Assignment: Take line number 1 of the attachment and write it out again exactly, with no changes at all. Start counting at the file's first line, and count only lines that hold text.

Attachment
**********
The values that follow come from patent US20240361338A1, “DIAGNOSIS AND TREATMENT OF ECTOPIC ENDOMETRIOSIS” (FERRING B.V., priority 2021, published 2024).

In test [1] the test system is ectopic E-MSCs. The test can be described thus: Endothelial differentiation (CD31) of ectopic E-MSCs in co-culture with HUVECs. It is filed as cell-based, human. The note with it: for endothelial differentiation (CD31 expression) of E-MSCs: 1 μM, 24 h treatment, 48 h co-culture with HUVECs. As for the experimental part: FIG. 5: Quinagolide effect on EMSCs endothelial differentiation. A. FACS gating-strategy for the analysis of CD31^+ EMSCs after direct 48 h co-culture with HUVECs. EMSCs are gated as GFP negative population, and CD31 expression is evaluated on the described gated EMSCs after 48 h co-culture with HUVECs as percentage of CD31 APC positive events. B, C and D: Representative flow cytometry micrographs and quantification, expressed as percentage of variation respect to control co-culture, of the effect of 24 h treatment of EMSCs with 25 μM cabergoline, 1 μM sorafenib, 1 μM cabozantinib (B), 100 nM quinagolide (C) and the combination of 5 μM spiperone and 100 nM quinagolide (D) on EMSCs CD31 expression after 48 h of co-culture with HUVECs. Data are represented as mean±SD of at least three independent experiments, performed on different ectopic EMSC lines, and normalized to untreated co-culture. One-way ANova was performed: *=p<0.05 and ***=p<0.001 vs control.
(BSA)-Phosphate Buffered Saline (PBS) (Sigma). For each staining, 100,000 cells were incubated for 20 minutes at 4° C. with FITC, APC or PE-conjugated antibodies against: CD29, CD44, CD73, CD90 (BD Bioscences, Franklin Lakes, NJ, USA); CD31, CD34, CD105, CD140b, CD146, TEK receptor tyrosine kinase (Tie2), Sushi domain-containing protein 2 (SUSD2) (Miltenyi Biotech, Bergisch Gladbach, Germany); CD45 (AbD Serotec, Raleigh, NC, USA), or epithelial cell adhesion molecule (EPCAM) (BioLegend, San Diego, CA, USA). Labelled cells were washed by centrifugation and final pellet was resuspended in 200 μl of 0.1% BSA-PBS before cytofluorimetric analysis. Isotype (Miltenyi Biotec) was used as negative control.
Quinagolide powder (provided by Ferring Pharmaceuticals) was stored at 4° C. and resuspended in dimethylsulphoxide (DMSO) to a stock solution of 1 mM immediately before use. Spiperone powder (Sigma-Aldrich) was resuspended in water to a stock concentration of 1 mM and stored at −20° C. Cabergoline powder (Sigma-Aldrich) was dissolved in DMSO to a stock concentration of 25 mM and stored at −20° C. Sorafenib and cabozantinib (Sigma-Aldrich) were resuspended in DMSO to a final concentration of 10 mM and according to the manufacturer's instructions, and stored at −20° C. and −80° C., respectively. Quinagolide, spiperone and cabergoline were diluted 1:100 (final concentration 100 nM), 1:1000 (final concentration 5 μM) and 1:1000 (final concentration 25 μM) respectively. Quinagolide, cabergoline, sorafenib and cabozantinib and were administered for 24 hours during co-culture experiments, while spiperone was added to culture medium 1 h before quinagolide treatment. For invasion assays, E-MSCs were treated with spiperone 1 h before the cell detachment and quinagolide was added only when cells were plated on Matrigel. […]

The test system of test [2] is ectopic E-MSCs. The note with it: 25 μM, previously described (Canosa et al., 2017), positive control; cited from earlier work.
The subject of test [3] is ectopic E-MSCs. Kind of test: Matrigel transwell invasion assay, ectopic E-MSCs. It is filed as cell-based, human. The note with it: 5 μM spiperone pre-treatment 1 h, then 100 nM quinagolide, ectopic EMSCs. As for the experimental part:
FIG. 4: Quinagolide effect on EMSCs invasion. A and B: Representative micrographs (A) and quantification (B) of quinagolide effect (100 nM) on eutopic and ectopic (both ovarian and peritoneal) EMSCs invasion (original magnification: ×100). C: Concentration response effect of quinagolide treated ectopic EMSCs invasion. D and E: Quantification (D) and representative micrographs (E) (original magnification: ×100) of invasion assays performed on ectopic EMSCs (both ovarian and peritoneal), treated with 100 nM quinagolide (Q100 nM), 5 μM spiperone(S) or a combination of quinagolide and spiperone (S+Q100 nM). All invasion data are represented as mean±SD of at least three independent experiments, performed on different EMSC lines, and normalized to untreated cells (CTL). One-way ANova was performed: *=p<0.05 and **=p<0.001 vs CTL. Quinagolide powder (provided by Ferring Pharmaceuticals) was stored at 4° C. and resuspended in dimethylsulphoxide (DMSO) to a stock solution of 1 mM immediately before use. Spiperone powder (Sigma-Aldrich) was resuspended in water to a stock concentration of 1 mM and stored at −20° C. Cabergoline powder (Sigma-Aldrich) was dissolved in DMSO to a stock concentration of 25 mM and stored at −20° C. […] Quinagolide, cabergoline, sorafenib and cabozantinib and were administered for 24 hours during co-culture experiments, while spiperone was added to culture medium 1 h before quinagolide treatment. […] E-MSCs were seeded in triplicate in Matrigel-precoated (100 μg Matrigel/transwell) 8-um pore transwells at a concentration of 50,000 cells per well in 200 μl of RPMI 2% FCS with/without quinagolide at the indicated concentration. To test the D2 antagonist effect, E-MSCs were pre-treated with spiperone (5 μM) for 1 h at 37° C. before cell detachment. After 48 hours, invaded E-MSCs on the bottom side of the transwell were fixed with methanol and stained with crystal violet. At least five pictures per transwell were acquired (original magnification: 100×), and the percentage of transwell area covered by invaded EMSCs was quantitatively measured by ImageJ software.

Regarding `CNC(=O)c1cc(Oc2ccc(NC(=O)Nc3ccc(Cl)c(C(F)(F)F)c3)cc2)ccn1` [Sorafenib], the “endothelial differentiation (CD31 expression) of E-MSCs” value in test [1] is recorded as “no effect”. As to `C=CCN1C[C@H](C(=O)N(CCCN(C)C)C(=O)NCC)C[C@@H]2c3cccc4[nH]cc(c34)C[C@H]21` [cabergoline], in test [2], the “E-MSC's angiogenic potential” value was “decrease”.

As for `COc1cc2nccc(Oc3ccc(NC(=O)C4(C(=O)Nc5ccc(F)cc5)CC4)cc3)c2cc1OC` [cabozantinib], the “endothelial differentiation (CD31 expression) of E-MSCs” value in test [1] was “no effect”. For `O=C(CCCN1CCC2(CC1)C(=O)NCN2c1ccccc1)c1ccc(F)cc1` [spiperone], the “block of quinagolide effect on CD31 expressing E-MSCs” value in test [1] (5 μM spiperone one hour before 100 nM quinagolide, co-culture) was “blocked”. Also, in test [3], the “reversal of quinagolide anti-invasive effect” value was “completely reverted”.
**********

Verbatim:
The values that follow come from patent US20240361338A1, “DIAGNOSIS AND TREATMENT OF ECTOPIC ENDOMETRIOSIS” (FERRING B.V., priority 2021, published 2024).